Germanic Paganism Tis Season
'TIS THE SEASON TO BE GIVING
By Robert Von Rudloff, M.Sc., M.A.
(First printed in Hecate's Loom, Issue 20, Yule 1993)
Gift-giving is a central part of the modern Christmas holiday. Particularly important for young children is the related tradition of Santa Claus and his elven helpers, sleigh, and flying reindeer. But where did this come from? Saint Nicholas (from which the name Santa Claus is derived) is a rather questionable fourth century figure of the Mediterranean world, who became a protector of sailors;
there certainly is no record of him associating with pointy-eared folk, arctic ungulates, or winter sleighs. So how did this jolly old man and his band of magical followers become associated with a Christian festival celebrating the birth of Jesus?
A bearded man, associated with otherworldly beings and flying at night with horned animals, is of course quite reminiscent of the Horned God leading the Wild Hunt. Among the Celts, He is known as Cernunnos or Herne; among the Germanic peoples, as Odinn or Wotan. The Germanic traditions are probably more relevant here, because in some of them the Hunt occurred during the days immediately following Christmas (or more precisely, the Winter Solstice).
However, a major obstacle to equating Santa with Odinn is that the Wild Hunt is usually not associated with charity, but rather is typically quite a fearful event best to be avoided.
A more likely source, or at least one that could have been combined with the fear- some Wild Hunt, is perhaps the traveling associated with numerous goddesses recorded throughout Indo-European lands. The most basic element in the various accounts is the driving about of the Goddess in a wagon or chariot drawn by animals (for example, Freyja and Kybele). Once again, of those documented the Germanic traditions are quite relevant, because they often involve a charitable element. The evidence is unfortunately quite limited and mostly limited to Christian literary sources, which are often very distorted and uninformative. The documentation that is most extensive and most accessible to English-speakers is the four-volume work Teutonic Mythology, by Jacob Grimm (one of the Grimm brothers who were famed not just for their re-telling of "fairy" tales but also for their pioneering work in linguistics and mythological studies in the early nineteenth century).
Several names are recorded, each with numerous variant spellings; the most familiar are Berchta, Holla and Huldra. It is not unreasonable to suppose that these names may have all referred to a specific, single Goddess, given the similarities in the accounts, and the titular nature of the names: Berchta's name is connected with words meaning "bright, luminous or glorious," while Holla/Huldra's is connected with "kind, well-disposed or merciful." For simplicity sake, I will use Huldra hereafter. (As an aside, in the now-dead Gothic language, Holla/Huldra's name also seems to relate to the verb "hilthan", meaning "to bend or bow"; this is interesting because the likely origin of the word "Witch" is the Anglo-Saxon stem wic-, which also means "to bend".)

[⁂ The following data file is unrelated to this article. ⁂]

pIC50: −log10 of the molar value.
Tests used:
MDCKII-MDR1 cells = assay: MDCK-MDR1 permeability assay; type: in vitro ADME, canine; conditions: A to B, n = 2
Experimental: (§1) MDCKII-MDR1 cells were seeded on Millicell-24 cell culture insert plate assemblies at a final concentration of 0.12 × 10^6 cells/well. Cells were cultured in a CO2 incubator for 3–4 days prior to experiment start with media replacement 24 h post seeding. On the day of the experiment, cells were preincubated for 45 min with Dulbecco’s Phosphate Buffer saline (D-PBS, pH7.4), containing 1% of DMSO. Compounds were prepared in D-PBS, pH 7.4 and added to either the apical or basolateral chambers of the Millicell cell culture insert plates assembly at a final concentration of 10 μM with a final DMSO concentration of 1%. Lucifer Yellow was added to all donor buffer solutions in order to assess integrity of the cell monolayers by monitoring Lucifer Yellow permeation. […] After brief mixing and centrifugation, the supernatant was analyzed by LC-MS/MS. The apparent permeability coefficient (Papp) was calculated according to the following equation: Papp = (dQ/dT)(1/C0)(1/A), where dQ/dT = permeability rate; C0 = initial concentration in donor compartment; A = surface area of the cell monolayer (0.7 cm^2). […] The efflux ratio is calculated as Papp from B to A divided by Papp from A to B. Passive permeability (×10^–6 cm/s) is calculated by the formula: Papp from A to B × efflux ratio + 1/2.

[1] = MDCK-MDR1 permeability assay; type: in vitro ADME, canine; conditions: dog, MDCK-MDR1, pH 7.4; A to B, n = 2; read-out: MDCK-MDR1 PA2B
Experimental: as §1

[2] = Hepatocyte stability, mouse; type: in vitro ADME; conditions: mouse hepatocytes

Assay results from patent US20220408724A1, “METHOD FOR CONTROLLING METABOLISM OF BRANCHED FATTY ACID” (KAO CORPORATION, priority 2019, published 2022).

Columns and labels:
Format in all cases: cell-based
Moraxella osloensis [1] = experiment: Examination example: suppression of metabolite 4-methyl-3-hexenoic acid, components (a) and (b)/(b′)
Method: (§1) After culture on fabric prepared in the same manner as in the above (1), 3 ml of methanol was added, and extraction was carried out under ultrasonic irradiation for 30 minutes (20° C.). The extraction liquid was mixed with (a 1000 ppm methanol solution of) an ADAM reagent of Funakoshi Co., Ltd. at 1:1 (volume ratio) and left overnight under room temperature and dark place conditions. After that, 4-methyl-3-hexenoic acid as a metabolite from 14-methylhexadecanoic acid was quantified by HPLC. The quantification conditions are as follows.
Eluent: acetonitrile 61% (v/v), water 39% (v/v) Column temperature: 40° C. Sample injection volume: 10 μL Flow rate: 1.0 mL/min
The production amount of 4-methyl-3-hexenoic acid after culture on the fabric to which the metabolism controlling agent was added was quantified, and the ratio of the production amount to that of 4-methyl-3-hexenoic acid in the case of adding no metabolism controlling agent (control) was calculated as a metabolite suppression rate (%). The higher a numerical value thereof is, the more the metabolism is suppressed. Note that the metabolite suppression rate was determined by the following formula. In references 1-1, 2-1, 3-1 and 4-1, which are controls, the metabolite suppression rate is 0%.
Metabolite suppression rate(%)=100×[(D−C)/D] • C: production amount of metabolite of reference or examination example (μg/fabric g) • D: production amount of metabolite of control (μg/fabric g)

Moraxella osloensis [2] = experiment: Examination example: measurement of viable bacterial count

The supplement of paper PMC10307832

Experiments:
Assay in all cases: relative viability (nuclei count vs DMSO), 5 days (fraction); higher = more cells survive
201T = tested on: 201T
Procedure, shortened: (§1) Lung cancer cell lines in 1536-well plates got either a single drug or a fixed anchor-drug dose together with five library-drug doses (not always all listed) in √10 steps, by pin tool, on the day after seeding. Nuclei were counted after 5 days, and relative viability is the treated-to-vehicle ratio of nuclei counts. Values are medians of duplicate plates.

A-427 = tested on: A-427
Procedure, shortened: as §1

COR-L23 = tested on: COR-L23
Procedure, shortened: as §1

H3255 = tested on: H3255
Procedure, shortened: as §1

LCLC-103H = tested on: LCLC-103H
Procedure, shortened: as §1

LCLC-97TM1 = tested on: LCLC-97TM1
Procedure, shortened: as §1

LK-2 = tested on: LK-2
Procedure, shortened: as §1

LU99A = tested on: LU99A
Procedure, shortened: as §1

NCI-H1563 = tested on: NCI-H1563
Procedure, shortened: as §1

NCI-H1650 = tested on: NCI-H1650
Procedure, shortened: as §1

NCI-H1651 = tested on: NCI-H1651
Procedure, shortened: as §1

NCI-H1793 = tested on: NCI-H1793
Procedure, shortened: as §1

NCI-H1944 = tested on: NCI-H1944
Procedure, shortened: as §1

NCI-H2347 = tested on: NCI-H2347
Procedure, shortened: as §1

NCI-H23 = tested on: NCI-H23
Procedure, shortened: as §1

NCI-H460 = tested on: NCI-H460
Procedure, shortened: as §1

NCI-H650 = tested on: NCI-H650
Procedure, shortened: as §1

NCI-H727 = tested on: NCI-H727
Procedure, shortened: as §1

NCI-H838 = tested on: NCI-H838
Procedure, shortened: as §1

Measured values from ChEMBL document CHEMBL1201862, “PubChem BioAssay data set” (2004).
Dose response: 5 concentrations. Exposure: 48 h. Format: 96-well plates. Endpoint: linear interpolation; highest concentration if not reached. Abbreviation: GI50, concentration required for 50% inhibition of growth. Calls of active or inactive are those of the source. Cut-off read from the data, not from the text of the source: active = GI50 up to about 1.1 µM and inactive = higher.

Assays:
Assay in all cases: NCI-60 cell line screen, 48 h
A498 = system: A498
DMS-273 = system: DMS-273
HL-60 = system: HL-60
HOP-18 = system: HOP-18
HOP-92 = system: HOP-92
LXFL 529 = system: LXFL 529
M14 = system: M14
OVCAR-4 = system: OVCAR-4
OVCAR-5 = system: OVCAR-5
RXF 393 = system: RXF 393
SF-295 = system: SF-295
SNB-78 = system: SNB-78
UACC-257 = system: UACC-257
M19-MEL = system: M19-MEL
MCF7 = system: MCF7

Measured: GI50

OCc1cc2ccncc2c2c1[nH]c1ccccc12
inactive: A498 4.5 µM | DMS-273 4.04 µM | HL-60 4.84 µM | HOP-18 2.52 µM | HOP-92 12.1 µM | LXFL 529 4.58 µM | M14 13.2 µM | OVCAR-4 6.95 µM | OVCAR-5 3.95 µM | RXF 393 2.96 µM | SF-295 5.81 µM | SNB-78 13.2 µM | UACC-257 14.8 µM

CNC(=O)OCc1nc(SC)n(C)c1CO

The most notable version of the voyage of Huldra is that during the twelve days following "Christmas," She travels the countryside in her wagon with her host, unrecognized, bestowing gifts to those who have been generous and punishing those who have been greedy or lazy. Variations have Her flying over fields promoting fertility to the crops. The last of the twelve days was apparently sacred to Huldra. This Goddess, under her various names, was also commonly associated with Witches by Christian writers in Mediaeval Germany. Huldra in particular was considered to fly about with Witches on brooms, and often was identified with Diana in this respect. Other accounts describe her host as specifically including the spirits of unbaptized children: could these be the forerunners of Santa's elves?
The limited nature of the evidence makes it difficult to say with certainty whether or not Huldra or Odinn were the original Santas. Nevertheless, the conversion of a Pagan deity into a sanitized, comical gift-giver would hardly be unique; consider the original and modern forms of Mother Goose. For modern Pagans, the prolonged celebrating, gift-giving and general charity of the modern Christmas season can take on a lot more meaning if one treats the period from Winter Solstice to January 1 (or thereabouts) as the 12 days of Huldra's travels, during which She and her Witchy companions dispensed gifts and abundance to all.
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Article Source [wicca.com]